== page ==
We haven’t done a good film review in a while so here goes nothing…
A new generation of basketball players has ushered in a new generation of basketball fans. Long gone are the Jordans, Birds, Dr. J’s, Isiahs and Shaqs. We are out with the old and in with the new as fresh faces like Ben Simmons, Joel Embiid and Kyrie Irving have taken over the league with the hopes of establishing all new legacies that compare to those who came before them.
Those of us who grew up watching basketball also grew up watching basketball movies. Lines and scenes from films like White Men Can’t Jump, Hoosiers, Blue Chips, He Got Game, The Fish Who Saves Pittsburgh, Fastbreak and even Space Jam are etched favorably in our collective, basketball jones psyches.
Good basketball stories make for good basketball movies. Kyrie Irving’s camp wanted to take that a step further. The made up, make-up gloriousness that is Uncle Drew is our result.
Based on his rather successful Pepsi campaign, Irving plays (and plays well) an elderly gentleman named Uncle Drew who today’s basketball-playing “youngbloods” think is a sweat suit-wearing has been who can no longer ball. In the ads, Irving dresses as the venerable Uncle Drew who takes to the court and dunks on an unsuspecting younger generation to the oohs and ahhs of those watching along. None of them know Uncle Drew is actually one of the NBA’s greatest young talents in disguise.
Irving proves that old guys still got it. I can relate.
Of course, Irving is not old. He’s 26 and one of the NBA’s best players. He just looks old thanks to the amazing make-up artists that remind us in more ways than one to Eddie Murphy’s Coming to America.
Someone at Pepsi thought it would be a good idea to make a feature film based on Uncle Drew’s character. It’s a good thing they did because right out of the gate, it’s easy to rank Uncle Drew as one of the top ten basketball films of all time.
In the movie, Uncle Drew is a Rucker Park hero from generations past whose legend has stood the test of time. The film features early pictures and videos of Drew dunking on opponents with one hand and a half-eaten ham sandwich with extra cheese in the other. These are just some of the many hysterical tales told from the days that Drew used to run the park.
Alongside Irving, the film recruited former NBA stars getting the band back together for one last run at a playground title. Chris Webber, Reggie Miller, Nate Robinson and Shaquille O’Neal all star as Drew’s former teammates. One of the only cast members not in make-up, Lil Rel Howery, plays the man on a mission to compile this team and in doing so exorcise some of his childhood demons.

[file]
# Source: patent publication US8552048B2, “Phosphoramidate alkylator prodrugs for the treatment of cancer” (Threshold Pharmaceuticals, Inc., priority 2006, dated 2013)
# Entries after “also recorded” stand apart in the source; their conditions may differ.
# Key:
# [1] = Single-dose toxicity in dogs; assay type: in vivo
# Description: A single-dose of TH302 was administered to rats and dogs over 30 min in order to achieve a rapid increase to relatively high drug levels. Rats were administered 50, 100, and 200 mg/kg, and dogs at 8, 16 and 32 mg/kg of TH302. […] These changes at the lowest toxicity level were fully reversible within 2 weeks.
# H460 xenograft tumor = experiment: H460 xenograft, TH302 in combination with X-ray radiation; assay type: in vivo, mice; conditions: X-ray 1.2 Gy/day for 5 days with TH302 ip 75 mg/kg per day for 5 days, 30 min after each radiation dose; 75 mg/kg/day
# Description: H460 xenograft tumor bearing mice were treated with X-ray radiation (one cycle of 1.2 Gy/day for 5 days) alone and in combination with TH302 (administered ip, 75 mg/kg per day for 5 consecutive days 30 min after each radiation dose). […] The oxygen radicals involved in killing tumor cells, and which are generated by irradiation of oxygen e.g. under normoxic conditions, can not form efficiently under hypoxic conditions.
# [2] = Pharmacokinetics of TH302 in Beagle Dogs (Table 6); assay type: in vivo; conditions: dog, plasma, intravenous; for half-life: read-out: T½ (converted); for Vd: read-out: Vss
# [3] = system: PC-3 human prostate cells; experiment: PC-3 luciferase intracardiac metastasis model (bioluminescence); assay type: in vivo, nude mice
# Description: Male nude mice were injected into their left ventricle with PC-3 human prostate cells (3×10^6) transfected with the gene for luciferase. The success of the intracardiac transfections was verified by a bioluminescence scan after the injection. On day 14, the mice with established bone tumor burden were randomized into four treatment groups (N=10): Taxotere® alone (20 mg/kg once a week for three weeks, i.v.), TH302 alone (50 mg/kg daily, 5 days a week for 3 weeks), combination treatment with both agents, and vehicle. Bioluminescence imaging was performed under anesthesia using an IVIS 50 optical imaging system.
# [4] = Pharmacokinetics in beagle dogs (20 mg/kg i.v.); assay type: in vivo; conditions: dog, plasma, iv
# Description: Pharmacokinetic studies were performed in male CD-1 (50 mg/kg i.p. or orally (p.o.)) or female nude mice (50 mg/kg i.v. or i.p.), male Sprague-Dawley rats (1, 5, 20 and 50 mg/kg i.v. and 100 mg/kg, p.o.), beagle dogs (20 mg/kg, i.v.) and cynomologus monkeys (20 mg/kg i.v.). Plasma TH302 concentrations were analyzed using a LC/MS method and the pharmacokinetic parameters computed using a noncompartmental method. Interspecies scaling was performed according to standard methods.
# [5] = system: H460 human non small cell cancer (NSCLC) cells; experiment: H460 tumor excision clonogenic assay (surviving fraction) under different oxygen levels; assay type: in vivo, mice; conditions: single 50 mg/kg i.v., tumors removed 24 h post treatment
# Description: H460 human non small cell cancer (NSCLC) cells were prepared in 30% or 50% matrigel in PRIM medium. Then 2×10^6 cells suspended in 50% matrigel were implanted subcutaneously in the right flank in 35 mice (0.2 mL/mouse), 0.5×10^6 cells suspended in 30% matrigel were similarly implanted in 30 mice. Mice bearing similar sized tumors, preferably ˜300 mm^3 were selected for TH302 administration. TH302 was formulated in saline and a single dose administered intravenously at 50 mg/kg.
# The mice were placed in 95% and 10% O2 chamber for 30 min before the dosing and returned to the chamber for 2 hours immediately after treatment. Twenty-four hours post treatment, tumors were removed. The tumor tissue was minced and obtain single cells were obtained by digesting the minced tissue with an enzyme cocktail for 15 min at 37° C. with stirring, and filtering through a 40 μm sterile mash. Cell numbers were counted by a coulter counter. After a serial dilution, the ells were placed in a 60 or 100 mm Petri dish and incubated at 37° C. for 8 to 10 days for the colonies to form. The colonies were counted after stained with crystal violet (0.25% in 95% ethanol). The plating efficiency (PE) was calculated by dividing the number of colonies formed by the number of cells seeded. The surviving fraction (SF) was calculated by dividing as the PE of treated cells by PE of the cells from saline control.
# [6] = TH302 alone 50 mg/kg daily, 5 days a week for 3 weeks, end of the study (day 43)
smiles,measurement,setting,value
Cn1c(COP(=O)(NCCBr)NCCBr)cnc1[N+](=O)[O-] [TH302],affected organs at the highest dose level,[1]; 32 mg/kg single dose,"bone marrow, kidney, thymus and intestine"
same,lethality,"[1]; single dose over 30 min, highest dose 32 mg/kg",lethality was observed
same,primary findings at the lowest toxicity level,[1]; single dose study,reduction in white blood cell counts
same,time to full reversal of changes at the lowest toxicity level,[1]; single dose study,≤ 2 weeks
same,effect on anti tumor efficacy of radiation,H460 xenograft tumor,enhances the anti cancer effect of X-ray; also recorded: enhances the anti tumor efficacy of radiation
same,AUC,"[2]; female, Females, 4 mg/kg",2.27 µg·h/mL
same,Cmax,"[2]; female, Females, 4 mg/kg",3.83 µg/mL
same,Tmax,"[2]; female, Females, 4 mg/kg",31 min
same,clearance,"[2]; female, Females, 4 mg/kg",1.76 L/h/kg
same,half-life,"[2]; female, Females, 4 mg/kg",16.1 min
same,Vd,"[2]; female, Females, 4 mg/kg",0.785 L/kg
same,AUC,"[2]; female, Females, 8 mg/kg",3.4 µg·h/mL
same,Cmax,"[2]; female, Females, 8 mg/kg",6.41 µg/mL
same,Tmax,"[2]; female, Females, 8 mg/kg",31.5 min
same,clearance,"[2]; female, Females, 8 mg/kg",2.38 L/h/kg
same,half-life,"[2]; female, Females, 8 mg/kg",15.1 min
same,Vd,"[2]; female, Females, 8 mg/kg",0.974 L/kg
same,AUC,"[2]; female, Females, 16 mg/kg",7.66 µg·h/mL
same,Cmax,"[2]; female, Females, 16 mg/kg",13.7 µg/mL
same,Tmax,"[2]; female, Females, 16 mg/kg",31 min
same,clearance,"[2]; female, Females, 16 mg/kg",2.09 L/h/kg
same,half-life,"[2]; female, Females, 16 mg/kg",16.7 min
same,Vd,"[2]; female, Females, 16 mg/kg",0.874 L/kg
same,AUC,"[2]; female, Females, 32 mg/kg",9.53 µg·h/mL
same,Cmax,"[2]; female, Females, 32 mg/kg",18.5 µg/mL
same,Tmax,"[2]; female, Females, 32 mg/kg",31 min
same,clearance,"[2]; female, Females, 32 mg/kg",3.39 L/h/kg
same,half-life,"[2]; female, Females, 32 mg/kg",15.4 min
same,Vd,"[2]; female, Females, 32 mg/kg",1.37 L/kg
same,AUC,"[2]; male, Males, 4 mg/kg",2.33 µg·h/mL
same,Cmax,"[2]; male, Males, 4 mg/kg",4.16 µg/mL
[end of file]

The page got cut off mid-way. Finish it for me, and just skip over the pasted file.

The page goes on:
Howery has heard of the legend of Uncle Drew but no one has seen or heard from him in ages until Howery happens upon him courtside one afternoon. Having lost his star player (played by Aaron Gordon) to childhood rival (played by the always funny Nick Kroll), Howery enlists Uncle Drew to beat the young Gordon and go for yet another Rucker Park title. They pile into Uncle Drew’s old school van, still in pristine condition, and drive around the country trying to find Drew’s old teammates.
It is on this trip that they meet and re-recruit Lights, (played by Reggie Miller), Boots (played by Nate Robinson), the Big Fella (played by Shaq) and Preacher (played absolutely brilliantly by Chris Webber).
Believe me when I tell you there are very few scenes in this movie that Chris Webber doesn’t steal, alongside his on-screen wife, played by WNBA legend Lisa Leslie.
The film is a throwback to old basketball legends and what the game has meant to so many over the years. There are gut-tickling comparisons when old school meets new, like when Howery and Uncle Drew introduce each other to sampling, Uncle Drew opting for the original Isley Brothers hit “Between the Sheets,” which he plays on 8-track, while Howery confuses it with the Notorious BIG “Big Poppa” song that made it even more famous.
What throwback film could be complete without a cry your eyes out funny, dance-off between the NBA giants, who can move, and the new school crew they meet out at a club one night. And in a hospital scene, you even get to see Shaq’s ass. There is hardly a dull moment in the movie.
The best films are the ones it looks like the cast had a ton of fun making. You can just tell these former players, aside from being on the court once again, looked like they had a blast on the set. The writing is crisp and clever, the storyline is solid and a real pleasure for the hardcore hoops junkie. There are even not so subtle references to the real players’ careers. There’s Reggie Miller making a game-saving block, harkening back to when he has his shot blocked in the Eastern Conference Finals by Tayshaun Prince. There are references to Shaq’s poor free throw shooting and beef with his former teammate when he shouts “Pass the ball, Kobe.” And there’s even Chris Webber’s character making fun of himself after all these years mistaking how many timeouts his team had left. All these moments and so many others made for a truly enjoyable and quite hilarious basketball film.
In Space Jam, an animated villain voiced by Danny DeVito turns Charles Barkley, Mugsy Bogues, Patrick Ewing, Larry Johnson and Shawn Bradley into evil MonStars who look to turn planet Earth into an amusement park. In Uncle Drew, make-up artists turn Webber, Miller, Shaq and Robinson into something far more hysterical. I can’t lie. Once the credits started rolling, I didn’t want to leave the theater. This movie will make my home video collection when it comes out on DVD unless the studio releases it on VHS, which will also work because this old-timer has one of those machines too.
While racy at parts, Uncle Drew is family friendly (rated PG-13) and most certainly adult friendly as well. The references within will please any basketball jones. It certainly did this one.